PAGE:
Talking about global agreements, the Paris agreement and the accompanying legal nuances, Estonia’s interests are clearly expressed through the EU. We have no national interests here. However, availability of data is also being discussed at COP26 and that clearly coincides with Estonia’s national interests and DEAL goals.
What is the European Union’s expectation for the climate conference?
We mostly hope the rest of the world will follow the EU’s example. [European Commission President] Ursula von der Leyen launched the green turn in Europe when she became president almost two years ago. It is something the world had never seen before.
The EU has gotten further than the initial goal of having climate neutrality by 2050 in under two years. We now want to reduce carbon emissions by 55 percent by the year 2030. These are extremely progressive goals as is, while we have gone a step further.
We have climate legislation, it is all legally inevitable. We are presently negotiating concrete legal acts for reaching the targets. Nothing of the sort has been done anywhere else in the world.
The Commission has put forward its proposals in the “Fit for 55” package. These proposals cover all areas, from agriculture to taxation of energy. Member states are currently in the process of discussing them.
The process has gotten quite far in the Estonian government. Officials have formulated their proposals. However, it is very likely the EU will not be able to pass the package this year and that it will go to France (the EU presidency for the first half of 2022 – ed.). It is evident member states will need more time for legal analyses as legislative proposals are comprehensive.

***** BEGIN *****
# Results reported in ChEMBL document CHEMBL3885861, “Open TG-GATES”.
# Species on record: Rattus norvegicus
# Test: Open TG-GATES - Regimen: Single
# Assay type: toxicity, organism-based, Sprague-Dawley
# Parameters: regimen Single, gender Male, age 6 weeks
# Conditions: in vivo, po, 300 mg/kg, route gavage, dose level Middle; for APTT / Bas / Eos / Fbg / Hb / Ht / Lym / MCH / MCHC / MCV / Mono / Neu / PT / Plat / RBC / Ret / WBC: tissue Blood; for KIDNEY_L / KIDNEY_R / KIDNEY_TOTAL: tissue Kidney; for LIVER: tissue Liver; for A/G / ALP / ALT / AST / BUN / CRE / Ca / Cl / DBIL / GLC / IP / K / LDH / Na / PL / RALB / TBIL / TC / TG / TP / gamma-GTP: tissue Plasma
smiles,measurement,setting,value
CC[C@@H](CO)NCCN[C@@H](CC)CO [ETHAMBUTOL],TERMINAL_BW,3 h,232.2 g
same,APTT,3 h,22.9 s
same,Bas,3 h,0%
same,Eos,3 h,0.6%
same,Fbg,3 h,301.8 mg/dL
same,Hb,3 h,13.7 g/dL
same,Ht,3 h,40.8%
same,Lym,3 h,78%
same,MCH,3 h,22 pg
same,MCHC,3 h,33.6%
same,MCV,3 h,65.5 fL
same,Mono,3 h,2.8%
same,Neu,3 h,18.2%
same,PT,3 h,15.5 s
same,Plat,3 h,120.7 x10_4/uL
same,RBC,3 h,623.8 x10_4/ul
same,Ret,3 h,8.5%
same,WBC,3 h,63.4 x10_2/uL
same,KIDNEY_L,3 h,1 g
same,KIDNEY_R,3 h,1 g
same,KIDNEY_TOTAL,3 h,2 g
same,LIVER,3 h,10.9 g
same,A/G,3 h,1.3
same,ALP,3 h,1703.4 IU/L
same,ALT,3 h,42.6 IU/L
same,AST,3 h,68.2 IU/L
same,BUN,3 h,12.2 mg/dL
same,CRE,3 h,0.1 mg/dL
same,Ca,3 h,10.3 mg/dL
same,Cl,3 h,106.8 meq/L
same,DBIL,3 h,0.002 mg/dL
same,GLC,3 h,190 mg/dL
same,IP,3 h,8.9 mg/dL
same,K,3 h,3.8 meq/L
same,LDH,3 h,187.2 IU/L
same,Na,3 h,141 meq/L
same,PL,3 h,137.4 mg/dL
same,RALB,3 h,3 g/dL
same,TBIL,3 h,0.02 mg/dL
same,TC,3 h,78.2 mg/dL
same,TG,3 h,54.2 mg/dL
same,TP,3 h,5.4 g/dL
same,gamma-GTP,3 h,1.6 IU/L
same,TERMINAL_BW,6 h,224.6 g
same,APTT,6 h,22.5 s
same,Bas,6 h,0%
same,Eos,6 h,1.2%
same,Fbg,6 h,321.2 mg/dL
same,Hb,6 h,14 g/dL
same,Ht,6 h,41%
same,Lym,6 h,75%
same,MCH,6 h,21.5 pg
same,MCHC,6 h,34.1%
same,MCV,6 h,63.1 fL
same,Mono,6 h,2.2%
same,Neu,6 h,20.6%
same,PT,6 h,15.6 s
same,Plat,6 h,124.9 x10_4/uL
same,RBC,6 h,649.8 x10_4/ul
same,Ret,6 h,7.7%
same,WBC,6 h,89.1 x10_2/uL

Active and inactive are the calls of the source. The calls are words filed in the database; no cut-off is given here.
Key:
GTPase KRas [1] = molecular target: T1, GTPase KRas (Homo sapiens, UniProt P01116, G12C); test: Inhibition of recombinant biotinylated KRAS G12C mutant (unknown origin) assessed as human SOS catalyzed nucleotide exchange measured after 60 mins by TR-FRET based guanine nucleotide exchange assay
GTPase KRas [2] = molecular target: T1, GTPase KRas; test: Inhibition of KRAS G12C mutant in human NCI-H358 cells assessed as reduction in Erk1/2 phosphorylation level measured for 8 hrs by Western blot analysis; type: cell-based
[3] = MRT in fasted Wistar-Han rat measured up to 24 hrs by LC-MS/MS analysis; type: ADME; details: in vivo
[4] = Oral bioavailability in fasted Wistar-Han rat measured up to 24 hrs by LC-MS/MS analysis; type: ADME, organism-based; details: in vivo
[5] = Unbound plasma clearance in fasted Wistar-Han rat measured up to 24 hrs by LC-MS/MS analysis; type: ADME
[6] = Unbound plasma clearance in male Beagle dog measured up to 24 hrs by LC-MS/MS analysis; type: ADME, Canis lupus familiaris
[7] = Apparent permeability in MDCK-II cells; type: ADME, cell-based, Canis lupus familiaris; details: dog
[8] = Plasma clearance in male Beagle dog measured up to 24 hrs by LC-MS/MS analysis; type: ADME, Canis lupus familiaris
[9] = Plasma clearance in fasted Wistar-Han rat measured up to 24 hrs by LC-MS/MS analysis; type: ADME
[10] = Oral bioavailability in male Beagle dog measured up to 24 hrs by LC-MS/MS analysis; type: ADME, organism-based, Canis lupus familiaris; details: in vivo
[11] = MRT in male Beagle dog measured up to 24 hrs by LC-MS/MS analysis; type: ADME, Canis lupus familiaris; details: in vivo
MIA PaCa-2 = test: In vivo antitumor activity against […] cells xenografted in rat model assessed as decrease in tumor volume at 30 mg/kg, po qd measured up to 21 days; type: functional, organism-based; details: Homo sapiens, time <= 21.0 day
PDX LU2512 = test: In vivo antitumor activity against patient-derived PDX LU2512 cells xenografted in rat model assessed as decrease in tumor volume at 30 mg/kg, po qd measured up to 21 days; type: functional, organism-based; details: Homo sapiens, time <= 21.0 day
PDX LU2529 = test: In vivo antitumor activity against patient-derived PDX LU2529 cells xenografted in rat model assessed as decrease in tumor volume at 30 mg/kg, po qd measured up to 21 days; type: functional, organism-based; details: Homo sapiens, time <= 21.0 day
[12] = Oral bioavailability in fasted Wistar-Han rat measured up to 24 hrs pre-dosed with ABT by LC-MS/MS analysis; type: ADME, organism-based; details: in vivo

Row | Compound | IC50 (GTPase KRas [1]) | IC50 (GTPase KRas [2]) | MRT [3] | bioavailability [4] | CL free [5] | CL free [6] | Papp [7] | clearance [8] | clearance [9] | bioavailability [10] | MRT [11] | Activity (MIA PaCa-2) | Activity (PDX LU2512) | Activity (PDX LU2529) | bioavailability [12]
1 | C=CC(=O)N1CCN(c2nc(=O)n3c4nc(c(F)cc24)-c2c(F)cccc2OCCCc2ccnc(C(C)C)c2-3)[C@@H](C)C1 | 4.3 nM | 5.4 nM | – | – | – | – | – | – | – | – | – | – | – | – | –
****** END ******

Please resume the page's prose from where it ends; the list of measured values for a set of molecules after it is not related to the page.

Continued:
The European Union, as a major economic bloc, will introduce some mechanisms of putting pressure on other countries for more ambitious climate goals in the COP26 context. Looking at what has brought us to COP26, more important than the conference itself is how other countries have joined in with more ambitious goals than previously.
What can Estonian diplomats, who represent a very small country, do in Glasgow and Brussels to help better protect the environment?
Climate diplomacy has been in development for decades, while it has picked up speed in recent years. For example, John Kerry is the U.S. administration’s official climate envoy. Few countries have members of government as these special representatives. Kerry’s appointment shows how serious the U.S. is about the green turn. The EU has Commission Vice President Frans Timmermans as its climate diplomat. They really are high-level representatives.
The EU has special climate envoys on the level of officials. We have considerably developed climate diplomacy in recent years. Estonia has participated in EU delegations for all manner of environmentally beneficial events. If we cannot offer physical or financial assistance, we can offer moral support. But Estonia has opportunities in more than a few countries. For example, Ukraine where we have a solid presence and concrete plans.
What are those plans?
We want to see whether we can launch specific environmental projects through the Eastern Partnership Center and as part of development cooperation programs. We have discussed joining forces with Sweden. We have some ideas of what could be done, while they haven’t yet matured into something more.
Development cooperation has always had specific priorities and I hope adjusting to climate change and combating it can soon be added to them.